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The Correspondence of Charles Darwin

Details

  • 15 b/w illus.
  • Page extent: 750 pages
  • Size: 234 x 156 mm
  • Weight: 1.198 kg
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Hardback

 (ISBN-13: 9780521859318 | ISBN-10: 052185931X)

  • Published April 2006

Available, despatch within 3-4 weeks

US $168.00
Singapore price US $179.76 (inclusive of GST)

During 1867 Darwin intensified lines of research that were to result in two important publications, Descent of Man and Selection in Relation to Sex and Expression of the Emotions in Man and Animals. Darwin circulated a questionnaire on human expression, asking his established contacts to pass it on to their acquaintances, with the result that he began to receive letters from an even more diverse and far-flung network of correspondents than had previously been the case. Convinced that human descent was strongly influenced by sexual selection, he also started to ask his correspondents about sexual differences in animals and birds. At the same time, he was working on the proof-sheets of another major work, Variation of Animals and Plants under Domestication, while negotiating almost weekly with French, German, and Russian translators. For information on the Charles Darwin Correspondence Project, see http://www.lib.cam.ac.uk/Departments/Darwin.

• During this time Darwin was developing lines of research that issued in two other books, Descent of Man and Selection in Relation to Sex and Expression of the Emotions in Man and Animals • Darwin was corresponding regularly with French, German and Russian translators of Variation. The enthusiasm in Europe was such that translations were produced almost as fast as Darwin could correct and send the English proof-sheets • Letter-writing continued to be a source of entertainment and even relaxation, as well as an essential part of his work. Throughout the year, Darwin kept up his regular correspondence with friends, family and naturalists, who sent him any notions and specimens they thought might interest him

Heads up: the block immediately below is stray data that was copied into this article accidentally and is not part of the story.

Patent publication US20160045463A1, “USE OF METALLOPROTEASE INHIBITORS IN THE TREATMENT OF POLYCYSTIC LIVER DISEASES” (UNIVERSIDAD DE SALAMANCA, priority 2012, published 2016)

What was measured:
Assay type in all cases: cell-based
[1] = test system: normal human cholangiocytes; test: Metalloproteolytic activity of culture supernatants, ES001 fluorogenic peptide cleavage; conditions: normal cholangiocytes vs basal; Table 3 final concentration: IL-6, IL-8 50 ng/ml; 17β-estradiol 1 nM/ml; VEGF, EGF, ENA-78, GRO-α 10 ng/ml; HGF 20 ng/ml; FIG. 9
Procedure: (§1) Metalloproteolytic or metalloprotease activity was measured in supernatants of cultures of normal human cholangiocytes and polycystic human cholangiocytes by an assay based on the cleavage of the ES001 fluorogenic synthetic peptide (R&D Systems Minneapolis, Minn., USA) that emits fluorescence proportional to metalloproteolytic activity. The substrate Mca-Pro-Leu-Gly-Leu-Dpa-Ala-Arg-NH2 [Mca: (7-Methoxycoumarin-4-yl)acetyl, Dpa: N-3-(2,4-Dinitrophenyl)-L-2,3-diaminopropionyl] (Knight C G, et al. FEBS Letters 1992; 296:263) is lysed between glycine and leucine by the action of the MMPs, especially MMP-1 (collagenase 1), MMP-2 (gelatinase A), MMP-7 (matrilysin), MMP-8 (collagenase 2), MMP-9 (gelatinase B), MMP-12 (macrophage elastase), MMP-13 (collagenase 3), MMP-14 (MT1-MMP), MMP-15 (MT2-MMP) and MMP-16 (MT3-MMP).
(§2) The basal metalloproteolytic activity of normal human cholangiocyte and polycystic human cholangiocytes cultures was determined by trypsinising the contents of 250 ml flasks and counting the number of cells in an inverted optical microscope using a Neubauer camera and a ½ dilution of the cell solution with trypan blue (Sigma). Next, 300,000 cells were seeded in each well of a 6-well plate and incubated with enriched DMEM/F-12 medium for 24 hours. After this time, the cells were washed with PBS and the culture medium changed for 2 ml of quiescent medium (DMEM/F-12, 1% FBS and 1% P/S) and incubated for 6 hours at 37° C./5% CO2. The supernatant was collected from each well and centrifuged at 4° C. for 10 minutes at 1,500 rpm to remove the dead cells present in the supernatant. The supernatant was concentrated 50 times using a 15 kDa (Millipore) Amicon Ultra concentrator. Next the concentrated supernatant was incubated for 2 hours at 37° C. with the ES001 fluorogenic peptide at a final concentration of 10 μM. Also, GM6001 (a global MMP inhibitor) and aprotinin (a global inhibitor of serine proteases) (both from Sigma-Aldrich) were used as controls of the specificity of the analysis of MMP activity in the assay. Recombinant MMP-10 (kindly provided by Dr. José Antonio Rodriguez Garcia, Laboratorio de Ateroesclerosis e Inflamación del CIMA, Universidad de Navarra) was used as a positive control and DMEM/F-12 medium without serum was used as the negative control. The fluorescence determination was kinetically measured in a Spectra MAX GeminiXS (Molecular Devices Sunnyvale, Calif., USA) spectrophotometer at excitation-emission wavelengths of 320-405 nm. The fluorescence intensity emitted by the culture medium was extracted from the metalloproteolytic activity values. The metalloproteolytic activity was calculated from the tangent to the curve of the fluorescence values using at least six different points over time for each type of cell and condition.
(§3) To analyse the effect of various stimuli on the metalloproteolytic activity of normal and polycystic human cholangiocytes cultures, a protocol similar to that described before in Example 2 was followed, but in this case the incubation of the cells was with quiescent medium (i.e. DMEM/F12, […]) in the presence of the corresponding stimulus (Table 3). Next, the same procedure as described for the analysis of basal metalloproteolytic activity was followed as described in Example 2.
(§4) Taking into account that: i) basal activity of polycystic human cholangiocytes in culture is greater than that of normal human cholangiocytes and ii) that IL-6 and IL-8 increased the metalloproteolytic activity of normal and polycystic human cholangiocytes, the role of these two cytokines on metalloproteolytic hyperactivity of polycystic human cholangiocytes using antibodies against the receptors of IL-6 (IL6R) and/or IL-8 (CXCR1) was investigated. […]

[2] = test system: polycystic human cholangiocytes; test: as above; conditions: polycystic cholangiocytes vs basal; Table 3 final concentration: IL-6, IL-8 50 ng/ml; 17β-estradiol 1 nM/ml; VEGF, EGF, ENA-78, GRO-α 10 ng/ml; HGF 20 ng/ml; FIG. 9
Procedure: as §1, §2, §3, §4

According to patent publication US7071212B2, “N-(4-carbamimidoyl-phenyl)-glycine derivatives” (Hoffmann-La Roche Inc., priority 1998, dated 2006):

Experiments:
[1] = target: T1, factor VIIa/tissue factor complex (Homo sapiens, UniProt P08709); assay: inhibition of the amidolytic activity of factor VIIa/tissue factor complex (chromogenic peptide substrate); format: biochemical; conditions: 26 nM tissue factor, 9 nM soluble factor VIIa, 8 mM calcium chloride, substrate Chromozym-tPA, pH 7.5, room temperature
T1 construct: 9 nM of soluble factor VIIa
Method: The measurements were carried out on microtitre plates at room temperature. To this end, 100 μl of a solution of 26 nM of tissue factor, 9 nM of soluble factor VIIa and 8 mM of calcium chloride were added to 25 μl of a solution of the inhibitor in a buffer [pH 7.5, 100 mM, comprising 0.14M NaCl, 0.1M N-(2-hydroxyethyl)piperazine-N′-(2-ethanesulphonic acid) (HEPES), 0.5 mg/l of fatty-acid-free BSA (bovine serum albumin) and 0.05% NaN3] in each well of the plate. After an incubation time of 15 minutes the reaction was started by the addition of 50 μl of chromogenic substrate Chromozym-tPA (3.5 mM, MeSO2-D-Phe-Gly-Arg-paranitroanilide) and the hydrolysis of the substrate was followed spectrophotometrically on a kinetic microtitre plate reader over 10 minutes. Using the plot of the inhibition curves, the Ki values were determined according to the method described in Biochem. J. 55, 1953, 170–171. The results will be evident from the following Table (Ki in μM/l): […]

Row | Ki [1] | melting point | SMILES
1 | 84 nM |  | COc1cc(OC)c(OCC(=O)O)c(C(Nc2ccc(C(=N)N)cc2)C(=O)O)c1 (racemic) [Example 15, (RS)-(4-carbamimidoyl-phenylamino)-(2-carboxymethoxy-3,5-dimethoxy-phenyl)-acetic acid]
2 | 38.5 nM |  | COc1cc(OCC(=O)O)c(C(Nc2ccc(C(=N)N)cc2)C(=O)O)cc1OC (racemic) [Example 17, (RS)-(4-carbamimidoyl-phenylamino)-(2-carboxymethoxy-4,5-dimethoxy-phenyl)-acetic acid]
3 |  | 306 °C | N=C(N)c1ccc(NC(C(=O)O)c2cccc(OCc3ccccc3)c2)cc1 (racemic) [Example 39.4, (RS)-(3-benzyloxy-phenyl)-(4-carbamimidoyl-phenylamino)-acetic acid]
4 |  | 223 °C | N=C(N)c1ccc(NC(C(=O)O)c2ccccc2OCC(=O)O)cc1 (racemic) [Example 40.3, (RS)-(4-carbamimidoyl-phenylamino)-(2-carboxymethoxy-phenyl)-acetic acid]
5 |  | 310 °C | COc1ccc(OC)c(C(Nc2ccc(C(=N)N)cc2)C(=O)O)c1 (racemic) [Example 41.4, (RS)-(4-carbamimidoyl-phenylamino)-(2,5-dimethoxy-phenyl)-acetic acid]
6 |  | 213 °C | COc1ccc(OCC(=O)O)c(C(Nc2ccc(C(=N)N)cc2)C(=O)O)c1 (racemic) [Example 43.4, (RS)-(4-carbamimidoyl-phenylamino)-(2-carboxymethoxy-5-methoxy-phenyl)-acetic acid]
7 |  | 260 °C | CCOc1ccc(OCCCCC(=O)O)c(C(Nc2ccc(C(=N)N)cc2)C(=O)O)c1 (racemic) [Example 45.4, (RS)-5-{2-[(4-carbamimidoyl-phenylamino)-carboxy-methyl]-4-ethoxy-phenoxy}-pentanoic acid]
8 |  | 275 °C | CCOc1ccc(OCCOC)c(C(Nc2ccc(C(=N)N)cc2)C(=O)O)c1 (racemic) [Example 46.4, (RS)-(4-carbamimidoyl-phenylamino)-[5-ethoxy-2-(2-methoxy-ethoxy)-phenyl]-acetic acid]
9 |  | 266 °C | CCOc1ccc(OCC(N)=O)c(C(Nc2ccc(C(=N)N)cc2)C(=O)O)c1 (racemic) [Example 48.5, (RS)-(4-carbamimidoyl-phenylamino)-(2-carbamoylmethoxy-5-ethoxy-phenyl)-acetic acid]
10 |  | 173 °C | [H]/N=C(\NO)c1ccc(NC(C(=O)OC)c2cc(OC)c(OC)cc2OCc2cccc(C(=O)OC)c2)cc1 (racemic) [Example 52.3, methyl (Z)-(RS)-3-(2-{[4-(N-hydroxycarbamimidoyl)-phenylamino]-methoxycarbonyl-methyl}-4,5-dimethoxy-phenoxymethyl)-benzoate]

Contents

List of illustrations; List of letters; Introduction; Acknowledgments; List of provenances; Note on editorial policy; Darwin/Wedgwood genealogy; Abbreviations and symbols; THE CORRESPONDENCE; Appendixes: I. Translations, II. Chronology, III. Diplomas, IV. Darwin's queries about expression; Manuscript alterations and comments; Biographical register and index to correspondents; Bibliography; Notes on manuscript sources; Index.

Review

'The most recent volumes of Darwin's correspondence shed new light on the complex question of the origin's reception and Darwin's responses to his critics … they allow us to see Darwin in his proper historical context … The story … is a more subtle complex and ultimately much more interesting one than those invented by the myth-makers … The letters also tell us so much about Victorian attitudes and society, and serve as a useful reminder that neither Darwin's story nor that of the Origin finishes in 1859, demonstrating why the eventual publication of all Darwin's correspondence is going to be so useful.' The Times Literary Supplement

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